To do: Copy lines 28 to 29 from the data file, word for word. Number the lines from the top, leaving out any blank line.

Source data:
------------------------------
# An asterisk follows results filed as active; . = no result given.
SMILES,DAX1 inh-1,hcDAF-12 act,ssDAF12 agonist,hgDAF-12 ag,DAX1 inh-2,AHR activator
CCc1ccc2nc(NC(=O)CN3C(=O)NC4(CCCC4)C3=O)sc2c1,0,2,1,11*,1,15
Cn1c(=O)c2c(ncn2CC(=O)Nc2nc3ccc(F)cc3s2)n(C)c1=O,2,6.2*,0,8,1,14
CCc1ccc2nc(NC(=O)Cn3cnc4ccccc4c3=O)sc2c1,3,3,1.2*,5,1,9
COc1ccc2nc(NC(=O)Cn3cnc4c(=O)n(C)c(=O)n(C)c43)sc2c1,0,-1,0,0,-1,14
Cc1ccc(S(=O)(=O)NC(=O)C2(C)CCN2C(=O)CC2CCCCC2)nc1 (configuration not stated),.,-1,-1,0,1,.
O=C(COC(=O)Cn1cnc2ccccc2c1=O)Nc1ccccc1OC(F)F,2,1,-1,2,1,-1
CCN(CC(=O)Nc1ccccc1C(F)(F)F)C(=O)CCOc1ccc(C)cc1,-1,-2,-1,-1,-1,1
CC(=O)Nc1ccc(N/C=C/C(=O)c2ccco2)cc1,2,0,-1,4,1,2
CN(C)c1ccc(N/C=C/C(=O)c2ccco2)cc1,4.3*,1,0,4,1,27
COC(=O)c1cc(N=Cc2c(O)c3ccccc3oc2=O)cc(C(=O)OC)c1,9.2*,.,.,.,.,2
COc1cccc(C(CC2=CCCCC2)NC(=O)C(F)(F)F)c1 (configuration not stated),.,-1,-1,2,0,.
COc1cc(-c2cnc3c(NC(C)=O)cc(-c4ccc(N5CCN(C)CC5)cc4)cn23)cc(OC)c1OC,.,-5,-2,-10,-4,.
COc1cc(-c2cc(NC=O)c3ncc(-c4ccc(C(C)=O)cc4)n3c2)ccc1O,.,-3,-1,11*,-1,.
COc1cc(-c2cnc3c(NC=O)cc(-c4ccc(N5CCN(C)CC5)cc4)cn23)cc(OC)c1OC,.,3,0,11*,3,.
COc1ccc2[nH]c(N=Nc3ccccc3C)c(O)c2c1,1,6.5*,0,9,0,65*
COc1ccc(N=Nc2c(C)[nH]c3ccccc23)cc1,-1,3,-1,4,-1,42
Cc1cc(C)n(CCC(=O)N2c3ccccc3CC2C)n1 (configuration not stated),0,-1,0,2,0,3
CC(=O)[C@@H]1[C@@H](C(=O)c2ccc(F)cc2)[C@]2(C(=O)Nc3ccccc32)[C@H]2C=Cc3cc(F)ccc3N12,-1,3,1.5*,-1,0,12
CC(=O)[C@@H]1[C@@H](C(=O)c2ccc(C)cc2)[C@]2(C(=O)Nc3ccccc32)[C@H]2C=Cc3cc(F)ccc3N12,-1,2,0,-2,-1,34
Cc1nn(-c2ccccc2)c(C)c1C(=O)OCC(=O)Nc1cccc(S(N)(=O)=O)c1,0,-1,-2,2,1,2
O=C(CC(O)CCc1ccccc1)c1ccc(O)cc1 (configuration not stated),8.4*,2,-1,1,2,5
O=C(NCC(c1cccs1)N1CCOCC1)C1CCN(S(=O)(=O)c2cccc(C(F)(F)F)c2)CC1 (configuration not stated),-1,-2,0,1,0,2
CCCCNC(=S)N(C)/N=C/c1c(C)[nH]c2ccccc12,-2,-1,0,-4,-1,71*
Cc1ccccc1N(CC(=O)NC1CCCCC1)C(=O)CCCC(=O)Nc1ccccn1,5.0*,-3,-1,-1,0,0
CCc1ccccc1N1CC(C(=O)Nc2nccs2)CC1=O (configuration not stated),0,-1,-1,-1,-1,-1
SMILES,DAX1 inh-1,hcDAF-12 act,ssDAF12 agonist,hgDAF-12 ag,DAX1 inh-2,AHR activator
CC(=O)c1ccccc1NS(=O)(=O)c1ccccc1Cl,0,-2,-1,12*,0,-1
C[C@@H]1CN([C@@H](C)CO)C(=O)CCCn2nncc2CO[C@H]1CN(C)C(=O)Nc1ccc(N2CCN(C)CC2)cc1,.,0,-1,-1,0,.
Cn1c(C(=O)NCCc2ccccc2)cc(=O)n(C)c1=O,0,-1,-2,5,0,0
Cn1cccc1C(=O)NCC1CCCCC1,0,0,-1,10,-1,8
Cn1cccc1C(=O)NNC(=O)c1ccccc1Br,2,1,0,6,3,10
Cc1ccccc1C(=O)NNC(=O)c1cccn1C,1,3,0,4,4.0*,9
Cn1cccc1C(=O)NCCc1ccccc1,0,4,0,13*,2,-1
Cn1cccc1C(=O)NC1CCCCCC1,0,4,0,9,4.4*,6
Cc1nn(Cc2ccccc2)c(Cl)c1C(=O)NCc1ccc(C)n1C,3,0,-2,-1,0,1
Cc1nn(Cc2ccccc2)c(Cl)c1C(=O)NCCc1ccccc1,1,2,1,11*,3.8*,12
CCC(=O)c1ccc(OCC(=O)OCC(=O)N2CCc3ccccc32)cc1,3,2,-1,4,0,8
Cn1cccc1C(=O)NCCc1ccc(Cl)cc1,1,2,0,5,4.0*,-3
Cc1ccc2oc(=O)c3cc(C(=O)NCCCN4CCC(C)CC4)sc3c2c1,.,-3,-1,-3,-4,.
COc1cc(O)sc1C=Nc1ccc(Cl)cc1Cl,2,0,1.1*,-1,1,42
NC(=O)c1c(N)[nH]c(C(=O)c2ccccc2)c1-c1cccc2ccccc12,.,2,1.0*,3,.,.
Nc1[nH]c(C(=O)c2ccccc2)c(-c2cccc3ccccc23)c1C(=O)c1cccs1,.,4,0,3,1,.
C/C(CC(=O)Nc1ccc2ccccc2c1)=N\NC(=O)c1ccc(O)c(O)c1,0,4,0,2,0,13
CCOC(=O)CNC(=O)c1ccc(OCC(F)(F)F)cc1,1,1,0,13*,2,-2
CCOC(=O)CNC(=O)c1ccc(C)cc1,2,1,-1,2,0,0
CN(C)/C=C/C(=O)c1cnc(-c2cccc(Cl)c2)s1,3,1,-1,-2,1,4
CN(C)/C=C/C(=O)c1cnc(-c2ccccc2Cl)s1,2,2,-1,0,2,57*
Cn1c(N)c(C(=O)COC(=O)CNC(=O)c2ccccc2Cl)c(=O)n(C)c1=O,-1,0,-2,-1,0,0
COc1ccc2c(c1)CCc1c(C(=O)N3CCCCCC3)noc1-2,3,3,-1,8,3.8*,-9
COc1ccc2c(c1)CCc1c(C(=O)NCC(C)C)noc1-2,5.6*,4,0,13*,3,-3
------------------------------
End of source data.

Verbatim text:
SMILES,DAX1 inh-1,hcDAF-12 act,ssDAF12 agonist,hgDAF-12 ag,DAX1 inh-2,AHR activator
CC(=O)c1ccccc1NS(=O)(=O)c1ccccc1Cl,0,-2,-1,12*,0,-1